In Writing

The other day I got it in my head I needed every chef’s knife in my kitchen sharpened. For reasons I won’t try to explain (mostly because there are no good ones), I have a chef’s knife collection that would make any Michelin chef jealous. Several are completely off limits, just there to look pretty, still as pristine and razor sharp as the day they arrived. The ones that do get used don’t do any heavy labor, since Seamless is my cooking option of choice. (For the uninitiated, Seamless is an app from which you can order from scores of local restaurants… seamlessly. Also knifelessly).

I guess I keep telling myself that one day I”ll take a class or something and All Will Be Revealed and I’ll suddenly become an amazing, knife-juggling chef, like those in Japanese steakhouses. But I don’t care enough about this vision to make any move in its direction, so instead I just buy chefs’ knives.

Anyway, we’re not talking logic here, just weird OCD tendencies. So knives had to be sharpened. I ruled out the option of me doing it right off the bat. I once tried to sharpen my mother’s prized scissors (which I remembered from every single time she made me a dress for one of my Barbies when I was a little girl) and I dulled it beyond repair. I still have unbearable remorse over that. So no. Sure, I could take them the the local Chef’s Central, which offers the service, but would it be me if it was easy? No. I Googled the top knife-sharpening guides, all of which recommended shipping them off the an elite knife-sharpening professional. One promised that I’d be able to slice a falling piece of paper in mid-air. I’m not sure when I would ever need to do that, but it sounded awesome.

This is where my daughter would pause to interject, “First world problems.”

Anyway, I found one out of state, which meant I had to box them up and ship them off. So box them up and ship them off I did, carefully covering up the tips and blades with sheaths of cardboard, then smothering it all in a sea of bubble wrap and taking it down to my local post office.

But they showed up at the door again a few days later, unshipped, carrying ominous warning stickers from the post office, including a particularly unfriendly one with a red line over a sketch of a plane. Did someone think I was trying to bring down an airliner by shopping my Wusthofs off to get sharpened? How would that plot play out, exactly? Would I have to ship myself separately so we could be reunited in the belly of the plane?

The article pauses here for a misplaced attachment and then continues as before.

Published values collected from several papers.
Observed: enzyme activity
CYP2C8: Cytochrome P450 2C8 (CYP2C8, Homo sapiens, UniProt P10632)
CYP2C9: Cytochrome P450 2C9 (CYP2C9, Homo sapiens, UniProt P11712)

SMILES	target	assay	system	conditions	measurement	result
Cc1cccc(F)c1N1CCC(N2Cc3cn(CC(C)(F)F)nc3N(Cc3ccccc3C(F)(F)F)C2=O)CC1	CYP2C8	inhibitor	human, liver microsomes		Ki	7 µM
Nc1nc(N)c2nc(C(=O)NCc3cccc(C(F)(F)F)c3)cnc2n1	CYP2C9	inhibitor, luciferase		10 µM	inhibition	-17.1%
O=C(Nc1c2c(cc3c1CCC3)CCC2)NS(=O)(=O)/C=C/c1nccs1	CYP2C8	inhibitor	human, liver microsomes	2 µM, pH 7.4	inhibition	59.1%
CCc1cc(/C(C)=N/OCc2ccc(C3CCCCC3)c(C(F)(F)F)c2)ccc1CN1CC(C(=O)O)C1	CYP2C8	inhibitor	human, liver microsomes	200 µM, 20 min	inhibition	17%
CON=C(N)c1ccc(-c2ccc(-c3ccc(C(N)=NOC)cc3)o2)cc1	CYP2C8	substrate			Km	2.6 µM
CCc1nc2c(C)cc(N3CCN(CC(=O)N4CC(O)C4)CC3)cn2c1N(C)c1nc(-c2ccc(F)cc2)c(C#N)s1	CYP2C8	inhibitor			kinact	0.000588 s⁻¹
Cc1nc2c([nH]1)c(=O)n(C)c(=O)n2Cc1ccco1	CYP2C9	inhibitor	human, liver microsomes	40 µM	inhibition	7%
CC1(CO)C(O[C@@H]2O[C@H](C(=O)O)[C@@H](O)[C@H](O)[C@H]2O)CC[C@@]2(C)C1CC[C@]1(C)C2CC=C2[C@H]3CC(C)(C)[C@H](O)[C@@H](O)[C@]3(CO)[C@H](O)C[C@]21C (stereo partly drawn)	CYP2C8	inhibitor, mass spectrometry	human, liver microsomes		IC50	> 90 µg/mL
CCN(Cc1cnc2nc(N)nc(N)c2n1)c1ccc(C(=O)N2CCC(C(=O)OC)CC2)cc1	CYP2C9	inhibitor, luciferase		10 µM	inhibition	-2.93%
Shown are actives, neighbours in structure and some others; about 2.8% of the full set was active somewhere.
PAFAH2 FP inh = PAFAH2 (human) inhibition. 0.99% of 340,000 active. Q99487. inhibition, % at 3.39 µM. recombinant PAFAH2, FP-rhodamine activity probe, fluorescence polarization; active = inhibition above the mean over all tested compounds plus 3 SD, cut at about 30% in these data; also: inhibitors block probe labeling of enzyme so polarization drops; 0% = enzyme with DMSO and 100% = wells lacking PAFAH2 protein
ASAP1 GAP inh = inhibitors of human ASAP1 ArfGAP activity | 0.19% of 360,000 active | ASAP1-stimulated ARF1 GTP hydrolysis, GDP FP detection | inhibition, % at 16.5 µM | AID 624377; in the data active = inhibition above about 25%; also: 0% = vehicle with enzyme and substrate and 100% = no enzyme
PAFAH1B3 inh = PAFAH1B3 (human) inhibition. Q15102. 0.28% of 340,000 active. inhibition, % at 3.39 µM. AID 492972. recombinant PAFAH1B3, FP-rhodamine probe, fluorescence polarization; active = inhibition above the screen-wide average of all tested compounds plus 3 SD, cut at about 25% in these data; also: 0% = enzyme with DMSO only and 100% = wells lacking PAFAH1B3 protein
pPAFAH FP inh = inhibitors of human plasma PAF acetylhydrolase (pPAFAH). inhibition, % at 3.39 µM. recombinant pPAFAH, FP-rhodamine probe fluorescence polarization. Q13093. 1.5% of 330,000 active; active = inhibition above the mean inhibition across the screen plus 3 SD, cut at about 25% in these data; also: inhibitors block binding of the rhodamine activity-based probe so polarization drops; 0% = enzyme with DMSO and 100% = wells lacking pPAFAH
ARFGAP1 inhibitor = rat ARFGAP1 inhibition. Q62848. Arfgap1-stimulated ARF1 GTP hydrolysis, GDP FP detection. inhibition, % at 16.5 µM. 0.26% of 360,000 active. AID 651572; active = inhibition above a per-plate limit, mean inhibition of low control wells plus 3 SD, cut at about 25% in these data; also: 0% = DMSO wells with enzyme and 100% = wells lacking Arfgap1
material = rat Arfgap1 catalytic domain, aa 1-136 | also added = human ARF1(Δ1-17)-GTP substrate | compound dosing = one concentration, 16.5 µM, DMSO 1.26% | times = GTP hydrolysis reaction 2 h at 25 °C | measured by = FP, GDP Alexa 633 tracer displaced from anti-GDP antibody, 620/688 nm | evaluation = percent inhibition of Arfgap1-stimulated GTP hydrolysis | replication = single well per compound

I tossed the box in the car and forgot about it for a couple of days. Then, on my way home from shopping, I remberered as I drove past a neighboring town’s more centrally-located post office, and I pulled over.

There, I got the interrogation consisting of equal parts disdain and suspicion that only a postal employee could administer.

“Why did this go back to you?”

“I was hoping you could tell me that.”

“Well, you’re supposed to drop off boxes with a clerk. Can’t just leave them in the box.”

“I did drop it off with a clerk. Then and again now.”

“No, you didn’t.”

“I actually did. And I’m here right now.”

“Well, why are you here and not at the original post office where you sent it?”

“Because I’ve been driving with it in my car and I was coming home from shopping I remembered and I stopped. It’s still a Federal system, right?” By now I was getting pissy.

She did not confirm the federal-ness of the post office. Instead she punched some numbers, eyes half-lidded, watching me for sudden moves.

“Does this contain anything liquid, hazardous or flammable?”

“What do you consider hazardous?” I realized only after saying it that that was the wrong answer.

“Liquid, hazardous or flammable?”

“Definitely not liquid or flammable. They’re chef’s knives. Is that why it was sent back?”

“Just answer the question, ma’am.”

“Ummm…no?” Surely the Federal marshals were about to emerge from the back.

She gave me a look of boredom and contempt. “On the screen,” she said, as if talking to a dim child.

I punched in no. I waited for sirens. She handed me a receipt instead. Just like that, my brush with arms smuggling came to an end. But I’m sure the incident has been added to my dossier.


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